In this sense, sports fans can be very much like their classic nerd counterparts in that, for them, it’s all about proving how much of a “real” fan they are. Video game nerds are notoriously obsessive (and when it comes to so-called “gamer girls,” often repulsive) about casual fans versus real fans, and for both groups, it boils down to a basic macho need to prove that you’re more into a thing than the other guy (admittedly, with gamers, it’s less common for this dispute to end with someone getting their head kicked in).
Here in the U.S., swaggering masculinity and sports are irrevocably tied together. It’s an obvious carry-over from school and college, where the big men on campus played sports: To watch them as an adult, and cheer them on, can help some people feel those macho connotations by proxy.
The macho element certainly seems like a more persuasive argument in the U.S., where teams are less tied to class and location. “One thing that has to be remembered is that, whilst soccer in Britain has traditionally been a surrogate for representing strong working-class communities, NFL is neither strongly associated with the working-class (baseball is [traditionally] more of a working-class game, whilst football is associated with universities), nor has such strong ties with the communities that they supposedly represent, because of the franchising system where clubs can just up sticks and move elsewhere,” says Fawbert. (To that end, three NFL teams — the Rams, Chargers and Raiders — have either moved or announced their intention to move to another city in the last couple of years alone.)
In both countries, of course, the spaces where men gather to watch sports are far more likely to be bars than stadiums, and that’s where the sports jersey really comes into its own. “Watching with others in bars serves a social function in enabling fans to talk about football,” says Fawbert. “A lack of knowledge of popular culture in general is often a barrier to conversation when meeting others in social situations,” he continues, suggesting that the identification of being a football fan — as proclaimed by your jersey — is a sign that you’re a person who’s willing to participate in both viewing and discussing a sporting event with strangers. Your jersey says, in essence, “It’s okay, stranger, we have something to talk about.”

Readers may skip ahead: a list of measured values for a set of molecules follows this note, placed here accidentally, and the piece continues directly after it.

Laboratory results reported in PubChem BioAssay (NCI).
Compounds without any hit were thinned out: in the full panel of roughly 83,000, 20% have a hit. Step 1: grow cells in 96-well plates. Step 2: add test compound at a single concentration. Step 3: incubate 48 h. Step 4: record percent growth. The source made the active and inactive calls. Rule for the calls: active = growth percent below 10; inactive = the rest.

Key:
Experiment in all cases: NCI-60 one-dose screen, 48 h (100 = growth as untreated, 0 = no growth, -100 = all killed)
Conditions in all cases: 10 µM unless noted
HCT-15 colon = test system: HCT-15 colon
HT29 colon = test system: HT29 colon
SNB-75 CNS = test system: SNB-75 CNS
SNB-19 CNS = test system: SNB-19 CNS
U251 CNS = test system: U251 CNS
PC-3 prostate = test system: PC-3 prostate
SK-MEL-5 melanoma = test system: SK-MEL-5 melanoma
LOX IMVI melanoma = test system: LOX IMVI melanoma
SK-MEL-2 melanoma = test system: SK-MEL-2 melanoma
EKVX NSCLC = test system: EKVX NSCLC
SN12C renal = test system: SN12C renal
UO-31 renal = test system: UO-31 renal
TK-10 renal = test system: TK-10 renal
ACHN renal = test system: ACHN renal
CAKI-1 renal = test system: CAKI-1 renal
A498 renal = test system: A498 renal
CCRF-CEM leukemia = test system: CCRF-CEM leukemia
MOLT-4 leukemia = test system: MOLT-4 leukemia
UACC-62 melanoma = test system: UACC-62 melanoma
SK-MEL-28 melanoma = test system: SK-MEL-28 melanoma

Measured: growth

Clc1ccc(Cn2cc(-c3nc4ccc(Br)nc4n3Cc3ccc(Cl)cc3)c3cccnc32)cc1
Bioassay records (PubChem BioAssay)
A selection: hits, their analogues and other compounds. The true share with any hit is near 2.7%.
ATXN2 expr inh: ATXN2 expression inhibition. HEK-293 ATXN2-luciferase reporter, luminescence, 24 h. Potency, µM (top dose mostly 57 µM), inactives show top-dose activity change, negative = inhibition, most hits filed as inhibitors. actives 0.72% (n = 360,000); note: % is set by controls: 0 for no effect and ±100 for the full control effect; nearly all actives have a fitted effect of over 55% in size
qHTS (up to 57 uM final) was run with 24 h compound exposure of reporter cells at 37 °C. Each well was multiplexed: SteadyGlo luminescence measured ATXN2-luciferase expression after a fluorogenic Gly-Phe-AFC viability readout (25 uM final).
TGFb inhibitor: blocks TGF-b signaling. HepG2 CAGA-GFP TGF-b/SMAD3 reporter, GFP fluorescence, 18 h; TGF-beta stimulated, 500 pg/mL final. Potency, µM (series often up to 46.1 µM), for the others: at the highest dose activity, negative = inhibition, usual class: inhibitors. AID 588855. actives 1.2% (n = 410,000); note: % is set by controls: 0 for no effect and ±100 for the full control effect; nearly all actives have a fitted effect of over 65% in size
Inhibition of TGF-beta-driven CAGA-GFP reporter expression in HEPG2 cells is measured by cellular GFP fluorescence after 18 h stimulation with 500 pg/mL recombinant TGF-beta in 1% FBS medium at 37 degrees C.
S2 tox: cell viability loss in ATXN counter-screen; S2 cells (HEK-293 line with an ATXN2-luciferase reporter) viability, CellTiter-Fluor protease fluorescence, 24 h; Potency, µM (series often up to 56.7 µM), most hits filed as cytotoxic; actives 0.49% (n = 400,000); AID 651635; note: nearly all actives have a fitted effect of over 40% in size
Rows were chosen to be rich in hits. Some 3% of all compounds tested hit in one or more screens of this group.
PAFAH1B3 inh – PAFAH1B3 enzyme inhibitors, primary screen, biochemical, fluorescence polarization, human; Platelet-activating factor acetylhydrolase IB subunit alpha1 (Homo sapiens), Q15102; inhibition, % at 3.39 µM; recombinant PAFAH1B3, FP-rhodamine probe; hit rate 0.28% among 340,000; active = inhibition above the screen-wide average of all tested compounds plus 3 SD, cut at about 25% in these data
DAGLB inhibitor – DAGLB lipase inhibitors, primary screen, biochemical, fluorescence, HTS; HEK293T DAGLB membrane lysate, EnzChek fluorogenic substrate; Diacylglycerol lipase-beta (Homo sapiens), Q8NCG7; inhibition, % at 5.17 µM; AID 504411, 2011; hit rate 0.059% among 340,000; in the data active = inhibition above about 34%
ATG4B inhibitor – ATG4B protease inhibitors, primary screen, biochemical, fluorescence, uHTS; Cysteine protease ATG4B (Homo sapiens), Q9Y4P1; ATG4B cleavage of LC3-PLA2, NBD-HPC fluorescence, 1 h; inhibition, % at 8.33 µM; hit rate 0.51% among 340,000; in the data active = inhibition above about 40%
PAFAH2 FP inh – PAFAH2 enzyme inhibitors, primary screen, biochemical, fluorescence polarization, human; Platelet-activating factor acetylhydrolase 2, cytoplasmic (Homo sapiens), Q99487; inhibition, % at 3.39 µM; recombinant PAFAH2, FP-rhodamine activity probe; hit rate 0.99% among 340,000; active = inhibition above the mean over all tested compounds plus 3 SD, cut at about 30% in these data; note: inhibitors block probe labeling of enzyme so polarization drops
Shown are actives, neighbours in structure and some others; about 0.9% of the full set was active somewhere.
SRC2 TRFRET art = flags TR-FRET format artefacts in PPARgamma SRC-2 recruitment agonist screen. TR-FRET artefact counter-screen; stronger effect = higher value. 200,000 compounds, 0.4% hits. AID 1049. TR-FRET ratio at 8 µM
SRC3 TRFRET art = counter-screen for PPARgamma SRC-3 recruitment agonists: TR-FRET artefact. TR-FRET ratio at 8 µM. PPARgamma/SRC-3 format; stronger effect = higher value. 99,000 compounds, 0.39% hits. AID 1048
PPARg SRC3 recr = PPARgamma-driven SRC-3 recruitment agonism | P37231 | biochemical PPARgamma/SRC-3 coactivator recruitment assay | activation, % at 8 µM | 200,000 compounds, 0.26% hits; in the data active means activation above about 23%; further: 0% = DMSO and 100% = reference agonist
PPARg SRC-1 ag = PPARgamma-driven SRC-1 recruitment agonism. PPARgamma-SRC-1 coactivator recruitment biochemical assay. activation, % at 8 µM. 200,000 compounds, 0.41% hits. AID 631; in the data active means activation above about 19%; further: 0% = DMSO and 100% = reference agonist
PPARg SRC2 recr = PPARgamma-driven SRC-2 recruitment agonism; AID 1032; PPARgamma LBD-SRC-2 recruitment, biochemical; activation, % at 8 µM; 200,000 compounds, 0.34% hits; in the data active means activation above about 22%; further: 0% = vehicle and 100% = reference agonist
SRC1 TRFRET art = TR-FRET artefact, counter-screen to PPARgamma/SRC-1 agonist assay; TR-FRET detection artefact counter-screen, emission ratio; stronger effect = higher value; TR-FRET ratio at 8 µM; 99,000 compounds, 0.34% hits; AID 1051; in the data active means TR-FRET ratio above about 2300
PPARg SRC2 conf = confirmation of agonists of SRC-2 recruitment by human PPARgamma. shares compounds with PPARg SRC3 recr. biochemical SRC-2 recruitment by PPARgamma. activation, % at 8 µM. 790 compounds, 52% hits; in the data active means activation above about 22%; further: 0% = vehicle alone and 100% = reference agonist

Fundamentally, the only real difference between sports nerds and other nerds, in this case, is that sports are traditionally massively more popular, so one will naturally be more effective than the other in an average social situation. Walk into Comic Con wearing your perfect replica Hawkman costume, and you’ll probably make friends within minutes — in mainstream society, not so much. It’s a populist thing, and when hobbies are niche (at least compared to the behemoth of televised sports), they don’t, by default, have as much social currency. This knowledge, conscious or not, means you’ll almost certainly feel more comfortable going out in your Wentz jersey than your Han Solo vest and holster combo.
Still, the times, they might be a-changin’. Marvel and DC have brought truly mainstream appeal to superheroes through their respective movies, while the revived Star Wars franchise is making fierce debate about the Force — and the various plot holes and inconsistencies of its depiction within the films — a surprisingly robust topic for debate, if not outright social currency.
On the other hand, the NFL is on the decline.
For now, though, high school rules still apply in most situations: Jocks rule, geeks drool. Even if you’re just cosplaying as either one.